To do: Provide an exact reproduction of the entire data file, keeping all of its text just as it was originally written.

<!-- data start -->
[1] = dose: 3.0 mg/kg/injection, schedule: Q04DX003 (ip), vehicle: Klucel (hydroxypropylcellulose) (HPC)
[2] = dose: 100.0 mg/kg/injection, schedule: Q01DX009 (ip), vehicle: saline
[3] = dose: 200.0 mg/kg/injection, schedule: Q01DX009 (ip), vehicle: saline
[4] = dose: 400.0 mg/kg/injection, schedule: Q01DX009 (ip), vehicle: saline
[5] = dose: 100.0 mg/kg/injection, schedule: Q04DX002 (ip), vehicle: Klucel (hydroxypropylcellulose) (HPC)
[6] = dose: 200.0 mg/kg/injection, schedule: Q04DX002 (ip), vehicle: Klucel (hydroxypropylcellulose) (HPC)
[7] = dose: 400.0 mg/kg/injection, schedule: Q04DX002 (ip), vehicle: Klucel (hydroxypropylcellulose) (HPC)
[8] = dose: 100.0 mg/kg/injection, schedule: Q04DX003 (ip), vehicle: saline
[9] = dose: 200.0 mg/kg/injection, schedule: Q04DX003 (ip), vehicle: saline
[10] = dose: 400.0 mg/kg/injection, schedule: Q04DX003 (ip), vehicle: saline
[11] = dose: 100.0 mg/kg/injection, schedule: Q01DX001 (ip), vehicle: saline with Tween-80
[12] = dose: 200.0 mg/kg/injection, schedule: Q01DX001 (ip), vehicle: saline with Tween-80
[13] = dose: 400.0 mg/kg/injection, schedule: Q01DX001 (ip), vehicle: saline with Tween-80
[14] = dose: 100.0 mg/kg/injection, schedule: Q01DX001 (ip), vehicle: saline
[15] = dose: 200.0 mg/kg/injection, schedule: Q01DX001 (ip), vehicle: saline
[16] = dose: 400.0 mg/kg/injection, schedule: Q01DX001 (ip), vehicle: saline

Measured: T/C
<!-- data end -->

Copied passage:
[1] = dose: 3.0 mg/kg/injection, schedule: Q04DX003 (ip), vehicle: Klucel (hydroxypropylcellulose) (HPC)
[2] = dose: 100.0 mg/kg/injection, schedule: Q01DX009 (ip), vehicle: saline
[3] = dose: 200.0 mg/kg/injection, schedule: Q01DX009 (ip), vehicle: saline
[4] = dose: 400.0 mg/kg/injection, schedule: Q01DX009 (ip), vehicle: saline
[5] = dose: 100.0 mg/kg/injection, schedule: Q04DX002 (ip), vehicle: Klucel (hydroxypropylcellulose) (HPC)
[6] = dose: 200.0 mg/kg/injection, schedule: Q04DX002 (ip), vehicle: Klucel (hydroxypropylcellulose) (HPC)
[7] = dose: 400.0 mg/kg/injection, schedule: Q04DX002 (ip), vehicle: Klucel (hydroxypropylcellulose) (HPC)
[8] = dose: 100.0 mg/kg/injection, schedule: Q04DX003 (ip), vehicle: saline
[9] = dose: 200.0 mg/kg/injection, schedule: Q04DX003 (ip), vehicle: saline
[10] = dose: 400.0 mg/kg/injection, schedule: Q04DX003 (ip), vehicle: saline
[11] = dose: 100.0 mg/kg/injection, schedule: Q01DX001 (ip), vehicle: saline with Tween-80
[12] = dose: 200.0 mg/kg/injection, schedule: Q01DX001 (ip), vehicle: saline with Tween-80
[13] = dose: 400.0 mg/kg/injection, schedule: Q01DX001 (ip), vehicle: saline with Tween-80
[14] = dose: 100.0 mg/kg/injection, schedule: Q01DX001 (ip), vehicle: saline
[15] = dose: 200.0 mg/kg/injection, schedule: Q01DX001 (ip), vehicle: saline
[16] = dose: 400.0 mg/kg/injection, schedule: Q01DX001 (ip), vehicle: saline

Measured: T/C